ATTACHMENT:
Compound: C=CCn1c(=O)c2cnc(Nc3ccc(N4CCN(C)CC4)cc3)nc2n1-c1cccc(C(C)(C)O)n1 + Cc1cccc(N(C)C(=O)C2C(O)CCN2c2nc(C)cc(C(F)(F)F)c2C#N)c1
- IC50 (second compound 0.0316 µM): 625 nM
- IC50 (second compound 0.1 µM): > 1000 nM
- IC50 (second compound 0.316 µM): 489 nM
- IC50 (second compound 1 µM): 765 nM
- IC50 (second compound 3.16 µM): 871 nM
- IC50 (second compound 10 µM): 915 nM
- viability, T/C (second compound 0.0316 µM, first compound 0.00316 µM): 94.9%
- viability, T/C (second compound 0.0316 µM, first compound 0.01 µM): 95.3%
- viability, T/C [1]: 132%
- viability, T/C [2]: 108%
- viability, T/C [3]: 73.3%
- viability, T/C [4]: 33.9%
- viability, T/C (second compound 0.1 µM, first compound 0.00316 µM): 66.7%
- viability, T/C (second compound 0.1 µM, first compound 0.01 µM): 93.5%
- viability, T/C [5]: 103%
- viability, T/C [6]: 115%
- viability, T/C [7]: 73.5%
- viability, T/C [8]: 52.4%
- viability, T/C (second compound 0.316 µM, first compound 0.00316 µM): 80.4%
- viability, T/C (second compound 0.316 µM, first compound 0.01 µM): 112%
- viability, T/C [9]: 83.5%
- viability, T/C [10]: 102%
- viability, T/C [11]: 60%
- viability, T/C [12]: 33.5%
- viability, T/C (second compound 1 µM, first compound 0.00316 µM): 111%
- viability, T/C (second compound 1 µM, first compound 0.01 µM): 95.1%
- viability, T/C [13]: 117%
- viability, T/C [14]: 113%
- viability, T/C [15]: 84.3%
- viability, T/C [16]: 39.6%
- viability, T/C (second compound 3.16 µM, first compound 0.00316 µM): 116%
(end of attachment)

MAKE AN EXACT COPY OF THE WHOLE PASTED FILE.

Compound: C=CCn1c(=O)c2cnc(Nc3ccc(N4CCN(C)CC4)cc3)nc2n1-c1cccc(C(C)(C)O)n1 + Cc1cccc(N(C)C(=O)C2C(O)CCN2c2nc(C)cc(C(F)(F)F)c2C#N)c1
- IC50 (second compound 0.0316 µM): 625 nM
- IC50 (second compound 0.1 µM): > 1000 nM
- IC50 (second compound 0.316 µM): 489 nM
- IC50 (second compound 1 µM): 765 nM
- IC50 (second compound 3.16 µM): 871 nM
- IC50 (second compound 10 µM): 915 nM
- viability, T/C (second compound 0.0316 µM, first compound 0.00316 µM): 94.9%
- viability, T/C (second compound 0.0316 µM, first compound 0.01 µM): 95.3%
- viability, T/C [1]: 132%
- viability, T/C [2]: 108%
- viability, T/C [3]: 73.3%
- viability, T/C [4]: 33.9%
- viability, T/C (second compound 0.1 µM, first compound 0.00316 µM): 66.7%
- viability, T/C (second compound 0.1 µM, first compound 0.01 µM): 93.5%
- viability, T/C [5]: 103%
- viability, T/C [6]: 115%
- viability, T/C [7]: 73.5%
- viability, T/C [8]: 52.4%
- viability, T/C (second compound 0.316 µM, first compound 0.00316 µM): 80.4%
- viability, T/C (second compound 0.316 µM, first compound 0.01 µM): 112%
- viability, T/C [9]: 83.5%
- viability, T/C [10]: 102%
- viability, T/C [11]: 60%
- viability, T/C [12]: 33.5%
- viability, T/C (second compound 1 µM, first compound 0.00316 µM): 111%
- viability, T/C (second compound 1 µM, first compound 0.01 µM): 95.1%
- viability, T/C [13]: 117%
- viability, T/C [14]: 113%
- viability, T/C [15]: 84.3%
- viability, T/C [16]: 39.6%
- viability, T/C (second compound 3.16 µM, first compound 0.00316 µM): 116%